Nigeria, 11 other African countries still prone to vaccine-derived poliovirus

Nigeria, 11 other African countries still prone to vaccine-derived poliovirus

  • NPHCDA says eradication bid on track

  • Last polio case recorded in Borno State on August 22, 2016

The World Health Organisation (WHO) has listed Nigeria among twelve countries that are still recording vaccine-derived poliovirus in Africa, Other countries are: Angola, Benin, Cameroon, Central African Republic, Chad, Côte d’Ivoire, Democratic Republic of the Congo, Ethiopia, Ghana, Togo and Zambia.

A statement by the organization said the African countries are still experiencing the outbreaks as a result of weak routine vaccination coverage, vaccine refusal, difficult access to some locations and low-quality vaccination campaigns, which have made immunization of all children difficult.

WHO However announced that three countries in the continent, Kenya, Mozambique and Niger, have successfully curbed polio outbreaks that erupted in different episodes over the past 24 months, allowing them to regain their polio-free status, World Health Organization (WHO) announced today.

Transmission of vaccine-derived poliovirus was detected in the three countries in 2018 and early 2019, affecting a total of 14 children.

“Ending outbreaks in the three countries is proof that response activities along with high quality immunization campaigns and vigilant disease surveillance can stop the remaining outbreaks in the region,” said Dr Modjirom Ndoutabe, coordinator of WHO-led polio outbreaks Rapid Response Team for the African Region.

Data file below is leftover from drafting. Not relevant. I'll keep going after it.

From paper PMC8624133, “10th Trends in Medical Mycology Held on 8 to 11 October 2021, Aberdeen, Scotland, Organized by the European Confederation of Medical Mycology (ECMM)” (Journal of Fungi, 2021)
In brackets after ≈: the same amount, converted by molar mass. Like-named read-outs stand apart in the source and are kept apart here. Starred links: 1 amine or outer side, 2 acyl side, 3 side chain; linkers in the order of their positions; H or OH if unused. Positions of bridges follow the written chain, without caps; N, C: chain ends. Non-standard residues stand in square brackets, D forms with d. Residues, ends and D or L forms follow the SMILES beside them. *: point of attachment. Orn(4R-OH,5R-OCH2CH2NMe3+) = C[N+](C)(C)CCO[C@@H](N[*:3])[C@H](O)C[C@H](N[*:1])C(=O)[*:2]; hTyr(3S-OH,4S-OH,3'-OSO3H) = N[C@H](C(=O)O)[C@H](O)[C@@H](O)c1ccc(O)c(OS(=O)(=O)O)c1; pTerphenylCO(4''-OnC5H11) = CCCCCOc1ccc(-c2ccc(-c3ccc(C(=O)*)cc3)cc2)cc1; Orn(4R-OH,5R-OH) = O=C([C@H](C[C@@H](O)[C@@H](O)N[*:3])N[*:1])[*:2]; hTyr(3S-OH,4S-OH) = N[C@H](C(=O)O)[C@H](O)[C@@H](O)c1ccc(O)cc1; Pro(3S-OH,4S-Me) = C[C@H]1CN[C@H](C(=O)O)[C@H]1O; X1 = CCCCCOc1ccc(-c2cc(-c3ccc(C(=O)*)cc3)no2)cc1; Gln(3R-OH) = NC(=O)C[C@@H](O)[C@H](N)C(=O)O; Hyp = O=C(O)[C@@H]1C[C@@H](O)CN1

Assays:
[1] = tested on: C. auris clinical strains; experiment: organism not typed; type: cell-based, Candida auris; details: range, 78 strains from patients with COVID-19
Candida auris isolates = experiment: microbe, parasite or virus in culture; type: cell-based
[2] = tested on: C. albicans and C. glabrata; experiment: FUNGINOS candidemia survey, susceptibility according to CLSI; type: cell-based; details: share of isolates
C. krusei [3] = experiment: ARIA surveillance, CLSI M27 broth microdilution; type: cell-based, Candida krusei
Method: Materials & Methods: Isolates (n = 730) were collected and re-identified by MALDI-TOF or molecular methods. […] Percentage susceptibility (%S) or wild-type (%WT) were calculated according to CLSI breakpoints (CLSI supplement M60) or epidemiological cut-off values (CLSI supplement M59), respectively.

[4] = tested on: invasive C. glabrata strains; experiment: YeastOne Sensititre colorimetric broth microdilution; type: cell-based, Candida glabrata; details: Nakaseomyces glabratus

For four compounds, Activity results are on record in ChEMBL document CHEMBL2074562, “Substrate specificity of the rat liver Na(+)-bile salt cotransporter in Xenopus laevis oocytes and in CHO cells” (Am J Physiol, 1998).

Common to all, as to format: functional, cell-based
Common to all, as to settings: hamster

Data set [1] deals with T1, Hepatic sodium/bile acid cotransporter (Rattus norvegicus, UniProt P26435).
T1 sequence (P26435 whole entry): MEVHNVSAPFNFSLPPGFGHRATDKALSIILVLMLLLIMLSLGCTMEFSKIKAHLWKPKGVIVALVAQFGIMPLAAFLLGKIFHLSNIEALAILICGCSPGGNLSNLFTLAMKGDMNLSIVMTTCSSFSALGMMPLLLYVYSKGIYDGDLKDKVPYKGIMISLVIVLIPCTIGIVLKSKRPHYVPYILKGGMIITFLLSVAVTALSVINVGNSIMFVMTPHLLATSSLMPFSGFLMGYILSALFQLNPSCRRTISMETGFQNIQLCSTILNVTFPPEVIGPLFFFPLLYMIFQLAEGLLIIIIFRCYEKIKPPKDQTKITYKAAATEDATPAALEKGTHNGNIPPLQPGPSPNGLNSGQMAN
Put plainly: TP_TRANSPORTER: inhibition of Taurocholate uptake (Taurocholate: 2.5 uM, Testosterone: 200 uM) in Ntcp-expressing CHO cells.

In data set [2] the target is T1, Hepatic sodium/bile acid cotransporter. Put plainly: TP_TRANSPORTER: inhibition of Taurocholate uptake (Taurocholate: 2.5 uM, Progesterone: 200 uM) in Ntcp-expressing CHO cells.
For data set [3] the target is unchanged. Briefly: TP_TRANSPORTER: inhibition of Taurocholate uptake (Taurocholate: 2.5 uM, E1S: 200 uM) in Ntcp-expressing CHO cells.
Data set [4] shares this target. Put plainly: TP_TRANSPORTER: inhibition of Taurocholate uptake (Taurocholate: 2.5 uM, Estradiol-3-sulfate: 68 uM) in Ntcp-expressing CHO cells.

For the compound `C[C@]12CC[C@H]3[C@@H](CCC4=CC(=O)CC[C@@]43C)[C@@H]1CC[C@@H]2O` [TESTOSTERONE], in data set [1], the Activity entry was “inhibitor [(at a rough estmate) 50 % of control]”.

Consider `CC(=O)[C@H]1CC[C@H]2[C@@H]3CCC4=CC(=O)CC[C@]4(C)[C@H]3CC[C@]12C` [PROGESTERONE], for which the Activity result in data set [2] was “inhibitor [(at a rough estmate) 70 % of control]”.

“We are strongly encouraged by this achievement and determined in our efforts to see all types of polio eradicated from the continent. It is a demonstration of the commitment by governments, WHO and our partners to ensure that future generations live free of this debilitating virus,” added Dr Ndoutabe.

Vaccine-derived polioviruses are rare, but they affect unimmunized and under-immunized populations living in areas with inadequate sanitation and low levels of polio immunization.

Meanwhile, The National Primary Health Care Development Agency (NPHCDA) on Sunday, December 29,  said the World Health Organisation team that visited Nigeria to verify the nation’s claim of having eradicated polio was satisfied with what they saw after visiting some states in the country.

During the first phase of the assessment, the team visited Lagos, Oyo, Abia, Ebonyi, Delta and Edo states.

It will return in the first quarter of 2020 for the second and final visit.

The team’s recommendation will influence WHO’s decision on whether to grant Nigeria the certification of being a polio-free country or not.

During an event held to celebrate three years without a case of wild polio virus in Nigeria on August 21, 2019, the Executive Director of the NPHCDA, Dr Faisal Shuaib, said Nigeria had started the process of documentation towards the final stages of being declared a polio-free nation.

He said by June 2020, the country could achieve the polio-free status.

Shuaib said the last case of polio was recorded in Borno State on August 22, 2016.

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